L

MHC-II:peptide

MHC-II:peptide

proteins

Figure 11-5. Stages in antigen processing and presentation to the surface of the cell by the MHC class I and II gene products. Redrawn after (Paul 1999) with permission. Original figure copyright Lippincott, Williams and Wilkins, 1999.

proteins

Figure 11-5. Stages in antigen processing and presentation to the surface of the cell by the MHC class I and II gene products. Redrawn after (Paul 1999) with permission. Original figure copyright Lippincott, Williams and Wilkins, 1999.

waste disposal. Class I genes are expressed on the surface of most somatic cells, whereas class II genes are expressed only on some types of immune cells, including B cells, activated T cells, macrophages, dendritic cells, and thymic epithelial cells (Klein and Sato 2000). In particular because most cells present an individual's class I molecules, the MHC has been viewed generically as a form of self/nonself recognition signaling.

Generally speaking, class I molecules carry endogenously derived peptides (intracellular, from viruses, for example) whereas class II molecules transport exoge-nously derived peptides (from extracellular self or foreign proteins such as bacteria or viruses that have not yet entered a cell), although this is not always true. Class I molecules plus antigen are recognized by killer T cells, whereas class II molecules and antigen are recognized by helper T cells (Klein and Sato 2000; Roitt, Brostoff et al. 1998). Thus an antigen presented by a class I molecule elicits a T cell killer response, whereas if the antigen is presented by a class II molecule, a helper T cell response follows.

Worn-out or misfolded proteins inside a cell are marked for degradation by a molecule called ubiquitin. The marked proteins are unfolded with the help of chap-erone molecules and fed to proteasomes, which fragment them. The resulting pep-tides are either degraded into amino acids, which float in the cytosol of the cell and are reused, or transferred into the endoplasmic reticulum (ER) for transfer to the cell surface. This is done by transporters associated with antigen processing, or TAPS. In the ER, class I molecules pick up these peptides for transport to the surface of the cell, where they are displayed.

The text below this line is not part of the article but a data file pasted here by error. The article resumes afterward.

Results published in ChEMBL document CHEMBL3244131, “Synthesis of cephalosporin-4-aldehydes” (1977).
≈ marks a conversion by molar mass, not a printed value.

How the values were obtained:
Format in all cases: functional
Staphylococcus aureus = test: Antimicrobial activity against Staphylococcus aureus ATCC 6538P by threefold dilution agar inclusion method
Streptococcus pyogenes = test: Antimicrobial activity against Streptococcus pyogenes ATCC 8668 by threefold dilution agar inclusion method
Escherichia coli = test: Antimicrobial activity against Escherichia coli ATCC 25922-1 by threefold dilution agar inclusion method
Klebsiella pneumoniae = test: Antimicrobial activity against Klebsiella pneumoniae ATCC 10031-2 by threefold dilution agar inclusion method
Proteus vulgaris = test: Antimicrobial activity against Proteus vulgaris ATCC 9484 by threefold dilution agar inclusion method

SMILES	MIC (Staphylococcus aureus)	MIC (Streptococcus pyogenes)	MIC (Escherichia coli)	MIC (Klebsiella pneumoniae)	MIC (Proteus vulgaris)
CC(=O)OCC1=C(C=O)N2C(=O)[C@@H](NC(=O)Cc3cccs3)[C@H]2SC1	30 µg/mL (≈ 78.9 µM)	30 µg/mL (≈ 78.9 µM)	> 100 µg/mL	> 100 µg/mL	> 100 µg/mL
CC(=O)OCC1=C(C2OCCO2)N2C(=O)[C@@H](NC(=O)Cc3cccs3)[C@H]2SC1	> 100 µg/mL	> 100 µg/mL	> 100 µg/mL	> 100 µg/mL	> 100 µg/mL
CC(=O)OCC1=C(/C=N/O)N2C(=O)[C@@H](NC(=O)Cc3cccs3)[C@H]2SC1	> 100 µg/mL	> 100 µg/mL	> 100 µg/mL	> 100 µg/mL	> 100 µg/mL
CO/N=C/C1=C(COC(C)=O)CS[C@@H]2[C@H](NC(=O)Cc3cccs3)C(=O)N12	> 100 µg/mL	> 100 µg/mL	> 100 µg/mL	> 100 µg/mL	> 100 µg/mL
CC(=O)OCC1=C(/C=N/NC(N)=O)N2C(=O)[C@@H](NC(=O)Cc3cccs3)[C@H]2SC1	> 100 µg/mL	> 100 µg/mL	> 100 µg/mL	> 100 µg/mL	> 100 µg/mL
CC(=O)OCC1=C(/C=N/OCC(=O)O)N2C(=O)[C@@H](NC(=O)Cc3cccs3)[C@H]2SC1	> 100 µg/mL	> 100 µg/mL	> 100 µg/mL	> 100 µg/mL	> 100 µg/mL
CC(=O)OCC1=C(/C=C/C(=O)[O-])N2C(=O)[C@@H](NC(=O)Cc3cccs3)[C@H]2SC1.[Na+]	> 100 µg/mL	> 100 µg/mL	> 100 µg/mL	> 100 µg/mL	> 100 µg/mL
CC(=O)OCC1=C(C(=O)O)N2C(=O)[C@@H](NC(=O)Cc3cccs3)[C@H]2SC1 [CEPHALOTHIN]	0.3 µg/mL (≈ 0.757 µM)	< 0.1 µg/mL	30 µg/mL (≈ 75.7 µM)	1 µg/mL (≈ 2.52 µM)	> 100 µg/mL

Extracellular proteins are treated differently. They are surrounded by invaginations from the plasma membrane of a cell, which pinch off as endocytic vesicles and fuse with lysosomes to form endosomes. Class II molecules transport these peptides to the cell surface; they do not bind to peptides in the ER, but instead the class II molecules are enclosed in membranous vesicles that fuse with endosomes to form the MHC class II compartment where exogenous proteins are degraded and subsequently transported to the cell surface.

Degradation of endogenously derived proteins, including self proteins, happens all the time in most cells, and MHC class I molecules are constantly transporting peptides to the surface of cells. The action of class II molecules on exogenously derived proteins is less ubiquitous, however, generally restricted to cells that are specialized in phagocytosis or endocytosis. In any case, most cells are studded with MHC-peptide complexes all the time, hundreds of thousands of them, and the vast majority represent self peptides (Klein and Sato 2000).

Natural Killer Cells

A third kind of lymphocyte is the natural killer cell (NK). These cells originate in bone marrow. They do not express antigen receptors but have the ability to destroy some tumors by lysing tumor cells, and they play a role in innate immunity by killing cells infected with viruses.

Production of Immunoglobulin and T Cell Receptor Diversity

So much for the mechanics. To restate the evolutionary challenge presented to macroorganisms, pathogens have a much shorter life span and can rapidly out-evolve the ability of large organisms to defend against them. If recognition is the challenge, then immune systems are faced with ever- and unpredictably changing diversity. One strategy for keeping up is the generation of huge amounts of diversity in the adaptive immune systems of higher vertebrates. Although somewhat different in structure and function, the fundamental tools of this system, the TCR and immunoglobulins, are both produced by a very interesting somatic DNA recombination mechanism that is unusual because during the development of each lymphocyte lineage, the inherited genome in the antibody coding complexes of that cell is permanently altered. This mechanism has been traced to the emergence of the ancestral jawed vertebrate about 450 million years ago.

The immunoglobulin and TCR gene complexes contain sections of coding regions known as V (variable), D (diversity), and J (joining) elements, in which there are many duplicate coding elements (especially in the V region). Active recombination-

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